Humanitarian

Young children need to work for their living

Many children – especially those living in internally displaced persons’ camps and in host communities in Maiduguri – have to work for their living.

It is not necessarily forced labour. In many cases, it is the only way for them to survive − and most often the money they make is used to help their indigent families.

Poverty is rife. Most of the people living in internally displaced persons’ camps and host communities, had to flee from their homes in villages and towns because of the ever-increasing number of attacks by extremists, such as the Jamā’at Ahl as-Sunnah lid-Da’way Wa’l-Jihād (JAS), commonly known as Boko Haram, and the Islamic State West Africa Province (ISWAP).

A United Nations International Children’ Emergency Fund (UNICEF) report said that across Nigeria there were millions of children under the age of 14 who were forced to work.

It said the money earned by child family members had become a significant part of poor families’ income.

The report said children worked in public places, such as streets and markets, as street vendors, beggars, shoe shiners, car washers and watchers, scavengers and feet washers.

In semi-public settings, such as cottage industries and mechanic workshops, they worked as apprentice mechanics, vulcanisers, bus conductors, iron / metal workers, carpenters, tailors / weavers, hairdressers / barbers and caterers.

In private households, they were mostly domestic servants.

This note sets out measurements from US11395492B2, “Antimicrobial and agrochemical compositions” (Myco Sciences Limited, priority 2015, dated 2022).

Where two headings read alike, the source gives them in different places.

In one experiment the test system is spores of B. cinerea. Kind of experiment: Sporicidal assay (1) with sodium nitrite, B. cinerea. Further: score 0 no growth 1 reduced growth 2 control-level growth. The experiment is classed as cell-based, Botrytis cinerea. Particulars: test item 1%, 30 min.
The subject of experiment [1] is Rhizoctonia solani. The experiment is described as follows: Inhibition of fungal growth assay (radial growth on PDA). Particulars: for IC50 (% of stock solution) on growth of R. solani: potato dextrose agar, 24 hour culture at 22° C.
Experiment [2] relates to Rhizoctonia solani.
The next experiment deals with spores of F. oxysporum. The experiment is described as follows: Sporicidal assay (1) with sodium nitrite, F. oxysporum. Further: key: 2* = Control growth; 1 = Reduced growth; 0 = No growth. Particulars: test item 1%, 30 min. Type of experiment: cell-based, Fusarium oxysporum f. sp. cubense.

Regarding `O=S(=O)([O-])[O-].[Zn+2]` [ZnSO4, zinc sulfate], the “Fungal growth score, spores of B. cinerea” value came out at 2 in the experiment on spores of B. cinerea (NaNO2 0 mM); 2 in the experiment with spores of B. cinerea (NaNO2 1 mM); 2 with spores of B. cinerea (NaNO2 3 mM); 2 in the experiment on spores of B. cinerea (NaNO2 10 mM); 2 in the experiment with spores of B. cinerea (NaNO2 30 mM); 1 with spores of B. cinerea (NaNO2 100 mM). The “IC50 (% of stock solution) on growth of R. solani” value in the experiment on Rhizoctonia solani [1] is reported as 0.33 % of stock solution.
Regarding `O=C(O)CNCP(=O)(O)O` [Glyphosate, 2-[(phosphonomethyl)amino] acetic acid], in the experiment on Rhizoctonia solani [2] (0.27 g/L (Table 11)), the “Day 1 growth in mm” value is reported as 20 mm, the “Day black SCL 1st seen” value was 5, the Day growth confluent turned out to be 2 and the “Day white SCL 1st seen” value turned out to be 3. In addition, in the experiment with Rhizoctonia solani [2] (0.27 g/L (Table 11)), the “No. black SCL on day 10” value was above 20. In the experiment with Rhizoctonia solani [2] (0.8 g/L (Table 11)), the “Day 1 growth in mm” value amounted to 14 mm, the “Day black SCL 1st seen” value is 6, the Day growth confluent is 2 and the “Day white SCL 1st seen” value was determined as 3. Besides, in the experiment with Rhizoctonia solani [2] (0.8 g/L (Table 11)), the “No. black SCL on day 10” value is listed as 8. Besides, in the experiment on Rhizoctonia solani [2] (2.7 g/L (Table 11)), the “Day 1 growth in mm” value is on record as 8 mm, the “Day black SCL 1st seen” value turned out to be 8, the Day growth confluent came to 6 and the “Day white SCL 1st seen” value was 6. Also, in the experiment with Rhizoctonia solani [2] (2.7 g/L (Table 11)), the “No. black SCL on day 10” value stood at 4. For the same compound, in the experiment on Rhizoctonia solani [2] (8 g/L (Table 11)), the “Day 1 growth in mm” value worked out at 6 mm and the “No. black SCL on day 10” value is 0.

In agricultural plantations and quarries, they were farm and quarry workers.

One of the most devastating aspects of child labour was that millions were losing out on education, the report said.

“Missing out on education makes it impossible to break the cycle of poverty and exploitation and prevents children from having a better life and a safer future.”

Another report said that, in northeastern Nigeria especially, many children were sent out by their families to earn some money through street hawking, begging and, in some cases, even prostitution.

Babagana Mustapha, a 13-year-old shoe repairer who lives in Kawar Maila, an internally displaced persons’ camp in Maiduguri, said he had learnt the trade and now worked to help his parents and grandmother. He kept any money that might be left over in a bank to try to save for the future.

Muktar Abubakar a 12-year-old street vendor, also from Kawar Maila, said he worked to help his family.

“But I am also trying to save money so that I can make enough to enrol in school,” he said.

A10-year-old boy who lives in London Ciki in Maiduguri, said he was the only male child in his family and he had started working to ease his family’s suffering. He worked as a vendor, selling fresh peppers and tomatoes.

 

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